17-12-2013 – 01-01-1970
Auction sale 218: Ancient Art
Precious Objects from Antiquity at Gorny & Mosch
Almost three times its estimate – that was the price the gorgeous torso of Hermes realized, called out as the very first object of the entire sale. The not quite life-size sculpture from the 1st/2nd cent. A. D. follows a Greek original of late Classical times known as ‘Hermes Richelieu’.
1: Torso of Hermes. White, finely crystalline marble. H 45 cm. Roman Imperial times, 1st-2nd cent. A. D. Estimate: 40,000 euros. End result: 120,000 euros.
A customer was willing to pay almost 120,000 euros* for that magnificent work of art (estimate: 40,000 euros).
5: Portrait bust of an aged Roman. Trajanic, 1st quarter of 1st cent. A. D. White, finely crystalline marble. H. 59 cm. Estimate: 90,000 euros. End result: 150,000 euros.
Considerably higher was the prize the new owner of the portrait bust of an elderly Roman had to pay. The wonderful veristic old age portrait of a man from Trajanic times harks back to late Republican portraits such as the ones we know from many coins. The artist didn’t pay any attention to vanity when he sculpted the commissioner’s mouth shrunken due to the loss of teeth against the backdrop of Roman politicians being appreciated not so much for a juvenile appearance but for their dignity, life experience and solemnity. The end result for this masterpiece was more than 150,000 euros on a pre-sale estimate of 90,000 euros.
9: Athena made of black basalt. 2nd/3rd cent. A. D. H. 73 cm. Estimate: 20,000 euros. End result: 70,000 euros.
Three and a half times its estimate was realized by a statuette of Athena made of black basalt with pseudo-Corinthian helmet. The interesting object dates to the 2nd/3rd century A. D. and changed hands for 70,000 euros (estimate: 20,000 euros).
Almost 24,000 euros were yielded by a weight, estimated at 4,000 euros only, which depicts a walking elephant to the left on its obverse. In addition, a countermark in the shape of an anchor was stamped on it, as a sign of its official legitimation. With its prize of 26,000 euros likewise noteworthy is the result of the Roman military diploma of a praetorian dating to A. D. 119 whose interior is well readable (estimate: 15,000 euros).
36: Bronze hydria. Greek, 4th cent. B. C. H 47.5 cm. Estimate: 175,000 euros. End result: 413,000 Euros.
The most expensive item of the auction sale was a magnificent bronze hydria, lavishly decorated with silver inlays and a wonderful figural attachment. It depicts a couple, united in tender affection. That magnificent object had been estimated at 175,000 euros. The result achieved was nothing less than 413,000 euros!
72: Pair of gold bracelets with lapis lazuli, beads and glass. Eastern Mediterranean region, early Byzantine, 5th-7th cent. A. D. 69.79 g and 67.05 g; Dm 6.3 and 6.5 cm. Estimate: 100,000 euros. End result: 177,000 euros.
Let us single out another result from the six-figure region. A pair of elaborate Cloisonné gold bracelets from early Byzantine times that are highly likely to have been produced in a workshop that worked on behalf of the imperial court had been estimated at 100,000 euros. An aficionado paid 177,000 euros for these fine bracelets which hopefully will not end up in some showcase but are allowed instead to serve their original purpose.
Of course, not only the highlights of the sale were good sellers. The four-figure region came up with notable price rises, too. To name but a few examples: a Mycenaean Psi idol whose upper body is decorated with painted wavy lines (340; estimate: 1,000 euros; end result: 4,700 euros), a Hellenistic silver cup from the 3rd/2nd cent. B. C. (465; estimate: 1,500 euros; end result: 3,500 euros), a bronze hydria dating to the late 5th century B. C. (476; estimate: 3,000 euros; end result: 16,500 euros), a tile with the seal of Nebuchadnezzar II (583; estimate: 3,500 euros; end result: 6,500 euros), …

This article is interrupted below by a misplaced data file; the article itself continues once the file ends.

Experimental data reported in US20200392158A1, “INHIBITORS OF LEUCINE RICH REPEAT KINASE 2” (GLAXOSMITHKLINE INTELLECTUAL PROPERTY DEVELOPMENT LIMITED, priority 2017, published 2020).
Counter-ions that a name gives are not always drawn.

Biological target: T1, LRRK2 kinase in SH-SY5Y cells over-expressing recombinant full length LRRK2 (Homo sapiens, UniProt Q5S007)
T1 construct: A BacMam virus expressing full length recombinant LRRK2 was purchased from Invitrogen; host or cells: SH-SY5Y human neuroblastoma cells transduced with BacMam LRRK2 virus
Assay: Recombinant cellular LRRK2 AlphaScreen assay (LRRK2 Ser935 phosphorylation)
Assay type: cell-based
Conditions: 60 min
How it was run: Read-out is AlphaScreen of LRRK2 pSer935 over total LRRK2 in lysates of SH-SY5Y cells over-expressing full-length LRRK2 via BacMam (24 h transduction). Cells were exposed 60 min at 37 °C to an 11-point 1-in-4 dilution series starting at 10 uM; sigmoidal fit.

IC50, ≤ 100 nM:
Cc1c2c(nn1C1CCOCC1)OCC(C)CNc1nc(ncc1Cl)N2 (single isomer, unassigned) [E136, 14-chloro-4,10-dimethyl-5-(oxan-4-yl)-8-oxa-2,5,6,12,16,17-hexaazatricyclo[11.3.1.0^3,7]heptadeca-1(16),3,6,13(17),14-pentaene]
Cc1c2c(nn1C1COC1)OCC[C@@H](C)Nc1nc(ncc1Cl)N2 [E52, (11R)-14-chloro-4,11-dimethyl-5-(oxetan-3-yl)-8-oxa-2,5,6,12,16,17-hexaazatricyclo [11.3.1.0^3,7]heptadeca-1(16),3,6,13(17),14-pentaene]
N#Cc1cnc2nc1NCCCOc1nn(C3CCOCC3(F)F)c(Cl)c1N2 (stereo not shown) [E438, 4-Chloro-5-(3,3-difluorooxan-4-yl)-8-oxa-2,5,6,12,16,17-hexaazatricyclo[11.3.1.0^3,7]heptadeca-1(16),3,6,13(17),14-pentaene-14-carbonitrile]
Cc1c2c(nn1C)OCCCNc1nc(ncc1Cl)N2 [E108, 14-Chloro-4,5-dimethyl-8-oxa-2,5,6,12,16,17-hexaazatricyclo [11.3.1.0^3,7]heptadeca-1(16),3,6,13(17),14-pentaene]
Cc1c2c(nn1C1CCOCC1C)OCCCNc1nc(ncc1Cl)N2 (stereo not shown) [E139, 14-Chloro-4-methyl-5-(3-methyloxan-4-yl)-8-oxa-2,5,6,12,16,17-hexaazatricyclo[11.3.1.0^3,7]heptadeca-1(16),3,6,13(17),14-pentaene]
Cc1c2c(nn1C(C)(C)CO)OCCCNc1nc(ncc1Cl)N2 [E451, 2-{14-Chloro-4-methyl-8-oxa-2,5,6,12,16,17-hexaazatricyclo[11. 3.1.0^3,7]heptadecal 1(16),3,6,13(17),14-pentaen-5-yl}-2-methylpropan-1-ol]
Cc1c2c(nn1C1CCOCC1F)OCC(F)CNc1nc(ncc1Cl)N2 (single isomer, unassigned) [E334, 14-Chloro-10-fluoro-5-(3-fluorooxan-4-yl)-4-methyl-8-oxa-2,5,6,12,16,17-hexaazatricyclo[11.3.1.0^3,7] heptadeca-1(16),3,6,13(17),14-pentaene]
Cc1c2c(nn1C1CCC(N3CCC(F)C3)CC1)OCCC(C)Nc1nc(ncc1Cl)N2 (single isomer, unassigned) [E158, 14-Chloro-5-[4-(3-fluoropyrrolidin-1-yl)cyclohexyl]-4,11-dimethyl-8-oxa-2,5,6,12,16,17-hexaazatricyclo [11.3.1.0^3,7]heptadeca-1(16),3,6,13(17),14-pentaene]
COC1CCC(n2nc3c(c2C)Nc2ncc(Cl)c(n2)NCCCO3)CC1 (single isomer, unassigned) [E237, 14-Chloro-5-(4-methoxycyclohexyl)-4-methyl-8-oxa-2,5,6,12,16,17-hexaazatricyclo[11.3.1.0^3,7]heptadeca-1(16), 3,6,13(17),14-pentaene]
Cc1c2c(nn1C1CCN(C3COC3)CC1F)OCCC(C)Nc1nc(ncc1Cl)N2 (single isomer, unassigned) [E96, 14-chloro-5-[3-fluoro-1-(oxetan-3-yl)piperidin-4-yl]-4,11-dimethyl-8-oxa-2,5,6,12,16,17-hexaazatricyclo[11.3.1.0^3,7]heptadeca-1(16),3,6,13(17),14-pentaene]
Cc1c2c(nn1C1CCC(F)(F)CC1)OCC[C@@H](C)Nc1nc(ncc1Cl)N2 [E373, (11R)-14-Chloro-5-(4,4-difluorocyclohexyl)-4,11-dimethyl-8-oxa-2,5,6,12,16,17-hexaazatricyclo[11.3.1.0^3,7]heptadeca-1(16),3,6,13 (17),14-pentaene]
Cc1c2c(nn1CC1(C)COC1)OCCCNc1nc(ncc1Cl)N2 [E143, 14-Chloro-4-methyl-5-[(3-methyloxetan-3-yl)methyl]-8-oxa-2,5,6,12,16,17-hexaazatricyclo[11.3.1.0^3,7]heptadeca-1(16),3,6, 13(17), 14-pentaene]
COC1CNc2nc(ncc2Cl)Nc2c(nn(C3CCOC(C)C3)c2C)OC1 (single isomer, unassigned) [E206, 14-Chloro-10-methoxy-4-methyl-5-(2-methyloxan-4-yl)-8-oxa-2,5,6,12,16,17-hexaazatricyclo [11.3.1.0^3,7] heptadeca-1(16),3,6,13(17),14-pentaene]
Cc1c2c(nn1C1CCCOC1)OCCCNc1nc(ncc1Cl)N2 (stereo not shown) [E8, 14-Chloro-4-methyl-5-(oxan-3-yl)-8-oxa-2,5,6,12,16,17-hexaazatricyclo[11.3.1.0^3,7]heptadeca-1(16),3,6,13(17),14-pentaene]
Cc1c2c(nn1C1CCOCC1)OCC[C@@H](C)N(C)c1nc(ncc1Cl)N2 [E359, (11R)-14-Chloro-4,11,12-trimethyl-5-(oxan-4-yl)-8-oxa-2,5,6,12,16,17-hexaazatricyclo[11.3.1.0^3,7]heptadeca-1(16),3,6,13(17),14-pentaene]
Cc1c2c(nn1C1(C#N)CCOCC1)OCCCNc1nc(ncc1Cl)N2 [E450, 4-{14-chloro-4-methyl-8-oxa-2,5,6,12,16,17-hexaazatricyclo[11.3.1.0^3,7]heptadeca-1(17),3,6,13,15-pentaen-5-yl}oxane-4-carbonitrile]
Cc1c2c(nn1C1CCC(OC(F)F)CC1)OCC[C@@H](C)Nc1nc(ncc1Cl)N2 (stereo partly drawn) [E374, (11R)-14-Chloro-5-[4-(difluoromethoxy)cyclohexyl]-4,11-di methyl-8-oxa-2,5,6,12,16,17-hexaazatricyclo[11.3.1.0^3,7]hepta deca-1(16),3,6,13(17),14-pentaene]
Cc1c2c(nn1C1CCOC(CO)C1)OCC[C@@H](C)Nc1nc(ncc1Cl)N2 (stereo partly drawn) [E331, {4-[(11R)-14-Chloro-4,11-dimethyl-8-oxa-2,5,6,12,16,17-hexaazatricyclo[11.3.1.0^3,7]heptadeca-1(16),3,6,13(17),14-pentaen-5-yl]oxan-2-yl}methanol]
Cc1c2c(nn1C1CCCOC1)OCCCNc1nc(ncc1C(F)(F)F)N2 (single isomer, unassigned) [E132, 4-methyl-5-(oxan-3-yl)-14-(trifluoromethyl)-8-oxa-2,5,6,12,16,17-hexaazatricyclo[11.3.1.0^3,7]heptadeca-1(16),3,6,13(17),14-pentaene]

611: Bronze chariot attachment. Scythian, 6th cent. B. C. H. 20.5 cm. Estimate: 1,500 euros. End result: 7,700 euros.
… a Scythian chariot attachment from the 6th century B. C. (611; estimate: 1,500 euros; end result: 7,700 euros), and a Byzantine bronze pendant with enamel decoration and an inscription (632; estimate: 800 euros; end result: 5,900 euros).
Last but not least, the special collection Egypt: Almost 70 lots were available for sale. Of particular interest was the wooden statuette of a girl walking, dating to the 18th/19th dynasty of the New Kingdom (c. 1380-1293 B. C.). The roughly 24.5 cm high object rose to 6,500 euros in the end, on a pre-sale estimate of 2,000 euros. Even higher, on a percentage basis, was the rise of the wood depiction of a rower dating to the Middle Kingdom (c. 2137-1781). It was introduced with an estimate of 700 euros, to finally change hands for 3,500 euros.
579: Votive vessel with cartouche of King Nectanebo II. 4th cent. B. C. H 5.2 cm. Estimate: 1,600 euros. End result: 4,250 euros.
An intact votive vessel of King Nectanebo II, the final ‘native’ king of Egypt who was defeated by the Persians in 341, concludes this review. The lot had been estimated at 1,600 euros and realized 4,250 euros.
Although this review might indicate that one had to be a person of considerable means in order to buy ancient art, the 110 interestingly assembled multiple lots – of which some realized sums higher than their estimate – proved that assumption wrong. Anyone who had taken his time to examine the items was able to make an inexpensive purchase.
All results can be viewed on the internet. The next auction sale on ‘Ancient Art’ is scheduled for June 2014. Consignments are welcome until March 2014. Get further information at Gorny & Mosch, Giessener Münzhandlung, Maximiliansplatz 20, D-80333 Munich, phone +49 / (0)89 / 24 22 643-0, fax +49 / (0)89 / 22 85 513.
* All prices include 18 % buyer’s premium and are slightly rounded.